How to run a full node with Ansible on Polygon network
This tutorial guides you through starting and running a full node on the Polygon network using Ansible. Before starting, ensure that you have installed Ansible on your local machine with Python3.x and Go is not installed in your environment. You will also need to make sure that your VM or machine does not have any previous setups for Polygon Validator, Heimdall or Bor. The process of syncing the Heimdall and Bor services can take several days, but you can also use a maintained snapshot to reduce the sync time to a few hours. Follow the steps in the guide, including cloning the Polygon PoS Ansible repository and editing the inventory.yml file, to set up your full node
Minimum Hardware Configuration
This is the minimum hardware configuration required to setup a full node:
RAM: 16-32 GB
CPU: 4-8 core CPU (For AWS: t3.2xlarge)
Storage: 2.5TB to 5TB SSD (make sure it is extendable)
The minimum storage requirements will change over time as the network grows. It is recommended to use more than the minimum requirements to run a robust full node.
While we do not favor any operating system, more secure and stable Linux server distributions (like CentOS) should be preferred over desktop operating systems (like Mac OS and Windows).
Run a full node with Ansible
This tutorial guides you through starting and running a full node using Ansible.
Steps in this guide involve waiting for the Heimdall and Bor services to sync fully. This process takes several days to complete.
Alternatively, you can use a maintained snapshot, reducing the sync time to a few hours. For detailed instructions, see Snapshot Instructions for Heimdall and Bor.
For snapshot download links, see the Polygon Chains Snapshots page.
Install Ansible on your local machine with Python3.x. The setup will not work if you have Python2.x.
To install Ansible with Python 3.x, you can use pip. If you do not have pip on your machine, follow the steps outlined here. Run
pip3 install ansibleto install Ansible.
Check the Polygon PoS Ansible repository for requirements.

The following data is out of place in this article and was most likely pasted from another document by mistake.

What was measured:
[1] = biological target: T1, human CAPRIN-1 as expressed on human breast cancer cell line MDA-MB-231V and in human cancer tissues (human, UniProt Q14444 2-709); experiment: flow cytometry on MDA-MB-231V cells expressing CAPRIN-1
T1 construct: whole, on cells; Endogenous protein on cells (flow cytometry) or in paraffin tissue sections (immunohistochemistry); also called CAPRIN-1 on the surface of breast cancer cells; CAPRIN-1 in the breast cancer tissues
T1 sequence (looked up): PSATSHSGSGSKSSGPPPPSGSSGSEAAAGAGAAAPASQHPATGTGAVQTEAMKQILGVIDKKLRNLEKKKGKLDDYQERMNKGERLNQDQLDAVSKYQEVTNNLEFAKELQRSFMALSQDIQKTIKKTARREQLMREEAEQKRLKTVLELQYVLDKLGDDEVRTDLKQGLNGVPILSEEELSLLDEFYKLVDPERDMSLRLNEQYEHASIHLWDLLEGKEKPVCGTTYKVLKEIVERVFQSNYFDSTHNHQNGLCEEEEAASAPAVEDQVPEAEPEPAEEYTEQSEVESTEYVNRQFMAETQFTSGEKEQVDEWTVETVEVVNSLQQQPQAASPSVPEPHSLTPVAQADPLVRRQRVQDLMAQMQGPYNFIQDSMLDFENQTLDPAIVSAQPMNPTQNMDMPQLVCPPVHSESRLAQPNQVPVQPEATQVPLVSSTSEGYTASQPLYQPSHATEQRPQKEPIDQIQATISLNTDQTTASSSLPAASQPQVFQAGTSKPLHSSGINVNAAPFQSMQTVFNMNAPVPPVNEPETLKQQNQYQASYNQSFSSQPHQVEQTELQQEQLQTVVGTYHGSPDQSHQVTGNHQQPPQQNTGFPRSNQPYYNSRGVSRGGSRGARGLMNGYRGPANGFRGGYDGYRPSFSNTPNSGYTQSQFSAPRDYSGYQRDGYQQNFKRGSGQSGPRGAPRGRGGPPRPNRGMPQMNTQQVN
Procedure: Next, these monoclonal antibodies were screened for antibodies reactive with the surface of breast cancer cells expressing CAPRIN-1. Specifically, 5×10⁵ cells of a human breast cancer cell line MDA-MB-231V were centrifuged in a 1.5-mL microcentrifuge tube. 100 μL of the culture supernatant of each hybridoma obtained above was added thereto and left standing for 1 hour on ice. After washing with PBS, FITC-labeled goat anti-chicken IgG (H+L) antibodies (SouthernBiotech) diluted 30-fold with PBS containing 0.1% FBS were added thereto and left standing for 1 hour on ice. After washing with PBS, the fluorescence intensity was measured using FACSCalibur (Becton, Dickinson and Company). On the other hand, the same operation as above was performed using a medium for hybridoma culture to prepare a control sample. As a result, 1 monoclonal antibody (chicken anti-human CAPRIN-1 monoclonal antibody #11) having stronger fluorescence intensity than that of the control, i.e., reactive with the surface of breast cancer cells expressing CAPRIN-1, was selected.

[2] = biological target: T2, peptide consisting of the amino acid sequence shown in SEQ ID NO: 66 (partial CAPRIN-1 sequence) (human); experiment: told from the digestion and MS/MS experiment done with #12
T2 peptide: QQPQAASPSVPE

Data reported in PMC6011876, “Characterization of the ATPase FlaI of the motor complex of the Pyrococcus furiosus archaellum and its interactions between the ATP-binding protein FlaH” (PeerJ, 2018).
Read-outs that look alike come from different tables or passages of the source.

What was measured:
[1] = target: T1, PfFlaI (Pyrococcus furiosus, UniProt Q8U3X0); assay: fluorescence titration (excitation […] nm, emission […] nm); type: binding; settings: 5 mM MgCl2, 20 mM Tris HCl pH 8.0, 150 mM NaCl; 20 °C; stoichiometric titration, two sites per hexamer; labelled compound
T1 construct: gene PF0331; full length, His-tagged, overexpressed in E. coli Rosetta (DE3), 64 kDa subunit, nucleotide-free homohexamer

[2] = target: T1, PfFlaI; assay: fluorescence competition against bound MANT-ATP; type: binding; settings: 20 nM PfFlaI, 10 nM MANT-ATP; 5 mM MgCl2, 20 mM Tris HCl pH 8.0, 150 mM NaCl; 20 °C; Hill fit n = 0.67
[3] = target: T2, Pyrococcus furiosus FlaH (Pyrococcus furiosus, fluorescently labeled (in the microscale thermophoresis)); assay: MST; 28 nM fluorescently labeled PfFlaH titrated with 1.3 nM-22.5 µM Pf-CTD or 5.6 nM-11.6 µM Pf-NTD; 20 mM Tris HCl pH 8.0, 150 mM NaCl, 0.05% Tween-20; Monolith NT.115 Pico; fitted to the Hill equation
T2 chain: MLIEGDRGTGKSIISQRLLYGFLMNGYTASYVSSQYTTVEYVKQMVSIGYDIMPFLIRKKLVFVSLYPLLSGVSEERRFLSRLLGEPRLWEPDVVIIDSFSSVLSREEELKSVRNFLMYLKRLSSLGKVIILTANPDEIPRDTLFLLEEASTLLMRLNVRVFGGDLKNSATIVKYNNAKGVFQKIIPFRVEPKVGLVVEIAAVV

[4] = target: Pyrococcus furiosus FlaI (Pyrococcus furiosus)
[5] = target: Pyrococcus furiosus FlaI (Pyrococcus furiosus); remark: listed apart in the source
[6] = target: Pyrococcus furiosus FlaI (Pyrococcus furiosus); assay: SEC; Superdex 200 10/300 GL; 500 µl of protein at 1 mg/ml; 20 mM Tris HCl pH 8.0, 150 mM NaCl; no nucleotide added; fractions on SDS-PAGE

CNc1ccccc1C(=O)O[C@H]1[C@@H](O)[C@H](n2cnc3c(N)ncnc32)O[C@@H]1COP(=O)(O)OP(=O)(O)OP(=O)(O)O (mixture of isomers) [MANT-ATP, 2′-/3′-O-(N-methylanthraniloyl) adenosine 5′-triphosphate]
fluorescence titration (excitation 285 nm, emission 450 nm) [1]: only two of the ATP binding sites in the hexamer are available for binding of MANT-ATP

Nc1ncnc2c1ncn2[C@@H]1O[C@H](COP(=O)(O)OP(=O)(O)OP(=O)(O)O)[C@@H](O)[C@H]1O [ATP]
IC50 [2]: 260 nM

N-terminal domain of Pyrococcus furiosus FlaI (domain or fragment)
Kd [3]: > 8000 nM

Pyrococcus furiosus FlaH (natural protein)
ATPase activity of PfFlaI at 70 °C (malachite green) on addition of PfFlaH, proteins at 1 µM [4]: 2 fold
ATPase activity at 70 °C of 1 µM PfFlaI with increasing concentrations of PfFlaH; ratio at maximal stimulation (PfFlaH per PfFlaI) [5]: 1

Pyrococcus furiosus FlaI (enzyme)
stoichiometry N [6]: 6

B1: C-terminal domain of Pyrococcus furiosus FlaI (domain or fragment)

You will also need to ensure that Go is not installed in your environment. You will run into issues if you attempt to set up your full node through Ansible with Go installed as Ansible requires specific packages of Go to be installed.
You will also need to make sure that your VM / Machine does not have any previous setups for Polygon Validator or Heimdall or Bor. You will need to delete them as your setup will run into issues.
HEIMDALL SOURCE ENHANCEMENTS
The latest Heimdall version, v.0.3.0, contains a few enhancements. The delay time between the contract events of different validators has been increased to ensure that the mempool doesn’t get filled quickly in case of a burst of events that could hamper the chain’s progress.
Additionally, the data size has been restricted in state sync txs to 30Kb (when represented in bytes) and 60Kb (when defined as string). For example:
Data - "abcd1234" Length in string format - 8 Hex Byte representation - [171 205 18 52] Length in byte format - 4
Full node setup
Ensure you have access to the remote machine or VM on which the full node is being set up.
Navigate into the node-ansible folder:
inventory.ymlfile and insert your IP(s) in the
Check if the remote machine is reachable by running:
ansible sentry -m ping
To test if the correct machine is configured, run the following command:
# Mainnet: ansible-playbook playbooks/network.yml --extra-var="bor_version=v0.3.3 heimdall_version=v0.3.0 network=mainnet node_type=sentry" --list-hosts # Testnet: ansible-playbook playbooks/network.yml --extra-var="bor_version=v0.3.3 heimdall_version=v0.3.0 network=mumbai node_type=sentry" --list-hosts
- Next, set up the full node with this command:
# Mainnet: ansible-playbook playbooks/network.yml --extra-var="bor_version=v0.3.3 heimdall_version=v0.3.0 network=mainnet node_type=sentry" # Testnet: ansible-playbook playbooks/network.yml --extra-var="bor_version=v0.3.3 heimdall_version=v0.3.0 network=mumbai node_type=sentry"
- In case you run into any issues, delete and clean the whole setup using:
- Once you initiate the Ansible playbook, log in to the remote machine.
Heimdall seed nodes:
moniker=<enter unique identifier> # Mainnet: seeds="email@example.com:26656,firstname.lastname@example.org:26656,email@example.com:26656,firstname.lastname@example.org:26656,email@example.com:26656,firstname.lastname@example.org:26656,email@example.com:26656,firstname.lastname@example.org:26656,email@example.com:26656" # Testnet: seeds="firstname.lastname@example.org:26656,email@example.com:26656,firstname.lastname@example.org:26656"
# Mainnet: bootnode ["enode://email@example.com:30303,enode://firstname.lastname@example.org:30303","enode://email@example.com:30303","enode://firstname.lastname@example.org:30303"] # Testnet: bootnodes ["enode://email@example.com:30303","enode://firstname.lastname@example.org:30303"]
To check if Heimdall is synced
On the remote machine/VM, run
In the output,
catching_upvalue should be
Once Heimdall is synced, run
sudo service bor start
You have successfully set up a full node with Ansible.
If Bor presents an error of permission to data, run this command to make the Bor user the owner of the Bor files:
sudo chown bor /var/lib/bor
Logs can be managed by the
journalctl linux tool. Here is a tutorial for advanced usage: How To Use Journalctl to View and Manipulate Systemd Logs.
Check Heimdall node logs
journalctl -u heimdalld.service -f
Check Bor Rest-server logs
journalctl -u bor.service -f
Ports and Firewall Setup
Open ports 22, 26656 and 30303 to world (0.0.0.0/0) on sentry node firewall.
You can use VPN to restrict access for port 22 as per your requirement and security guidelines.